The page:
If you would like to join in this effort, consider following the College on social media and re-sharing our #ZagsGiveDay posts on Thursday, March 3, 2022. We’re focusing on the CAS Dean’s Excellence Fund to support faculty, staff, and student work as described above.
I don’t know about you but the “ice fog” we’ve been experiencing in Spokane is fascinating to me. It can be treacherous, coating the roads with a thin layer of ice, and it can be beautiful, creating frost-flocked landscapes. Fog is also a great metaphor for how we’re navigating through this phase of the pandemic. We’re trying to make our way on paths that were once familiar but now obscured. We’re not sure when it will lift or what’s ahead.
I am reflecting on this as we head into the third week of the Spring 2022 semester, with the omicron variant tearing through communities. Many of you are frustrated and disappointed about the no-win situation of wanting to provide a quality educational experience to your students while also staying safe. And there seems to be no end in sight. Our path is obscured by uncertainty.
Yet, if I can share one thing, it’s to consider who is with you on this foggy journey. It might be the loved ones or friends you live with, your pets, your colleagues, your students, or others who are far away but close in spirit. In addition to my family and friends, I can’t think of better company right now than faculty and staff in the College of Arts and Sciences. I have seen how you’ve creatively pulled together to create community in your remote and in-person classrooms, support and encourage each other, and take care of yourselves. It’s truly amazing! For my part, I will continue to work to support what you love to do at Gonzaga, no matter the weather. Stay tuned for future blog posts that will share some of the bright spots in this work.
November is the Month of Remembrance in the Catholic Church. We may be feeling sorrow and grief not only because of the loss of loved ones but because the last two years have highlighted humanity’s collective loss due to the pandemic and racial injustices. Yet, this time also offers hope as we consider those who have gone before us, what they have meant for us, and how we can be good ancestors to others. Fr. Tim Clancy, SJ offers us a bigger picture about what this season can mean for us. And a thank you to Paul Manoguerra, Director of the Jundt Art Museum for sharing these pieces from the collection that may inspire us in our remembrance. – Dean Annmarie Caño.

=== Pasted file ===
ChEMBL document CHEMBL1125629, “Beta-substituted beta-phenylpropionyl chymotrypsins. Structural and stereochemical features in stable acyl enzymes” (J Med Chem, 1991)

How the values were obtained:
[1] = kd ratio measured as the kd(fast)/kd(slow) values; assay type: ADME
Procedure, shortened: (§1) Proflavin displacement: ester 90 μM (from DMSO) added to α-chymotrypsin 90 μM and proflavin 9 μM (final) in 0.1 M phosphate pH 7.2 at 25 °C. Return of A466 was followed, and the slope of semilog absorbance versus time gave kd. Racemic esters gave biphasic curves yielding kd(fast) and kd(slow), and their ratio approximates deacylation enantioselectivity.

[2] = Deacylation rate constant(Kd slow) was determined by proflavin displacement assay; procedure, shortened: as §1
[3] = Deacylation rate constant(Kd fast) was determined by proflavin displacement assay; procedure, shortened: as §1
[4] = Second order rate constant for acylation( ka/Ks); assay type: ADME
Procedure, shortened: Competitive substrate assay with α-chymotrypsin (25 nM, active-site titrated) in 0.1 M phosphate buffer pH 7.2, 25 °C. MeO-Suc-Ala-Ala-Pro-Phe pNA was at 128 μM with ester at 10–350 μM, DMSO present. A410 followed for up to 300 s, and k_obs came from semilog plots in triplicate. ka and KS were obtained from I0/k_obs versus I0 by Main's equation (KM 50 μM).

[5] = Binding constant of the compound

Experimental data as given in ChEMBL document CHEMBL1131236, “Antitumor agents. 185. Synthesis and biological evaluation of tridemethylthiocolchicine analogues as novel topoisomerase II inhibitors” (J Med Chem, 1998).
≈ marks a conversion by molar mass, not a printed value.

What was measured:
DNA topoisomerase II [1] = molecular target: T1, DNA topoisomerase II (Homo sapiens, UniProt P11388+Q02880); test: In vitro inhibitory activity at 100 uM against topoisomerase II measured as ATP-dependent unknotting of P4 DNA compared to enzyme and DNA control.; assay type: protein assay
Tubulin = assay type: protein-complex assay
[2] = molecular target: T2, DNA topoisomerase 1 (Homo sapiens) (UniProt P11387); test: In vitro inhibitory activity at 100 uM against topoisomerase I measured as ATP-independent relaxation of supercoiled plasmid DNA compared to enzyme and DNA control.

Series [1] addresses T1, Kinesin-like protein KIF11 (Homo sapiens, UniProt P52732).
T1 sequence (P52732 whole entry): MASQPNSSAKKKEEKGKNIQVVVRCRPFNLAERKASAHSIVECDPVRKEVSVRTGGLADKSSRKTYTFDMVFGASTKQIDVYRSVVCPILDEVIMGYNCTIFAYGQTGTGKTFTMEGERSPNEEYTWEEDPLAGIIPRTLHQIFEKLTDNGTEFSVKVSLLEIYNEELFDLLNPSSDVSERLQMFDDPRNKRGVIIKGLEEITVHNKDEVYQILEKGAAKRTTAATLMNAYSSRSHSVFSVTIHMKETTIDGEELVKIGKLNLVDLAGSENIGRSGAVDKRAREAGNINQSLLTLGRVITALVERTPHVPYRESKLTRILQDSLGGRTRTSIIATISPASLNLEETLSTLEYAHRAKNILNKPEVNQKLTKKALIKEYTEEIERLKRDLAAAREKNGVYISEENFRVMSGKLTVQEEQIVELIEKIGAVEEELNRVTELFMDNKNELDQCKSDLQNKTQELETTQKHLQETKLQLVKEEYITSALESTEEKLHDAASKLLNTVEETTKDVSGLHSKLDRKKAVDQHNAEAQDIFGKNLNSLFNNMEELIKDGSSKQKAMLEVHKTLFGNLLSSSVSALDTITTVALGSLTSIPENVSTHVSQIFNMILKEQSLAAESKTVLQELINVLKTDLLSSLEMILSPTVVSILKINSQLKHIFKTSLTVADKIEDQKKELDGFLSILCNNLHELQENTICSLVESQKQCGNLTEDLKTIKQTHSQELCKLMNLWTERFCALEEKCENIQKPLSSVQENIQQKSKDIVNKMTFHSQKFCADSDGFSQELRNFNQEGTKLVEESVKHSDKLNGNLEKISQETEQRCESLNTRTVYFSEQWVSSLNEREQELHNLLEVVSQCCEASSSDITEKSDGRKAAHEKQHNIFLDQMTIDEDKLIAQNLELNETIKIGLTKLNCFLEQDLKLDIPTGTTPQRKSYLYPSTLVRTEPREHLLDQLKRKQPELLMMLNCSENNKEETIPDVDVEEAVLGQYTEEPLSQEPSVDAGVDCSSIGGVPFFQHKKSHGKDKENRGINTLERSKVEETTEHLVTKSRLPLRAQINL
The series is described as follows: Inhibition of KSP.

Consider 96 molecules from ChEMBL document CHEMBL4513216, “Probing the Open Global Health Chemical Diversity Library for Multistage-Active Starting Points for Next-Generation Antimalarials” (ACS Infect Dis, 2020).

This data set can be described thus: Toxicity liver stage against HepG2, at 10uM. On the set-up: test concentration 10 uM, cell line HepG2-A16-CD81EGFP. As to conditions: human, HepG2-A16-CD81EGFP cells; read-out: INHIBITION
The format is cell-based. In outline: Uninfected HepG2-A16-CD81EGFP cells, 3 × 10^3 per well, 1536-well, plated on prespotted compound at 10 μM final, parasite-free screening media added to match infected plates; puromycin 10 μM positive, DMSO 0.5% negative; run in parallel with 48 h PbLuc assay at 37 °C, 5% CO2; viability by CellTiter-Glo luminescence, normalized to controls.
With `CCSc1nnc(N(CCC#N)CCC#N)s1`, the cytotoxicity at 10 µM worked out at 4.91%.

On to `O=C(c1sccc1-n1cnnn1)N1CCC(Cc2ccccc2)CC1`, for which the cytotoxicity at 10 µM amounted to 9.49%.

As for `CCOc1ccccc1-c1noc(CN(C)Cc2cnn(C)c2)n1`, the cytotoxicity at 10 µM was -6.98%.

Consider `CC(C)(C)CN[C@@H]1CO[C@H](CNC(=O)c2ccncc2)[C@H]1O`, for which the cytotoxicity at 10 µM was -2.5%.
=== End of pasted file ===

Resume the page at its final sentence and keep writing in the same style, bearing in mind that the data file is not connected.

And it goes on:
November reflection, Tim Clancy S.J.
As Fall moves into winter, and nature “dies,” religions around the world use this time of the year to remember their dead. From Celtic Samhain, (from whence comes our Halloween) to Persephone’s kidnapping by Hades, King of the Underworld and Innana’s imprisonment by Sumer’s Queen of the Underworld, Erishkigal, Inanna’s own sister, agrarian peoples saw the death of their loved ones as an imitation of nature’s own cycle of life and death….and the promise of rebirth in the Spring.
Christianity is no exception. We begin with the feast of our heroic ancestors, the feast of All Saints, immediately followed by the commemoration of our own dearly departed in the feast of All Souls. Many parishes present a book of the dead during the rest of the month for parishioners to write down the names of those who have died in the past year for the congregation as a whole to commemorate.
In Hebrews, Paul speaks of our life as a race in a sports arena and the dead as “a great cloud of witnesses” in the stands. I like to think of our ancestors near and remote cheering us on as we strain for victory, keeping “our eyes on the prize.” As a Jesuit here at Gonzaga I think particularly of our own recently departed Jesuits, Peter Ely, Mike Cook, and Steve Kuder in the celestial Kennel, leading chants and hopping up and down rooting us on to victory.
I have to admit that I thought that Founder’s Day celebrated Fr. Joseph Cataldo, SJ, the Jesuit founder of Gonzaga University. But if you’re a savvier Zag than I am, you know that Founder’s Day actually celebrates the birthday of St. Ignatius of Loyola, the founder of the Jesuits.
This Founder’s Day, I find myself reflecting on our Jesuit mission and the Spiritual Exercises of St. Ignatius of Loyola, specifically, the call to freedom. In the Spiritual Exercises, we are encouraged to be open to learning about and freeing ourselves from “inordinate attachments” to pride or power, honors, or riches (money or things). Seeking freedom is a foundational feature of the spiritual life across different religious traditions. It’s an ongoing process that requires keen listening skills and thankfully, it’s a process that can be learned. Allow me to share some ways we can practice this search for freedom as we journey through another academic year.
Listening to ourselves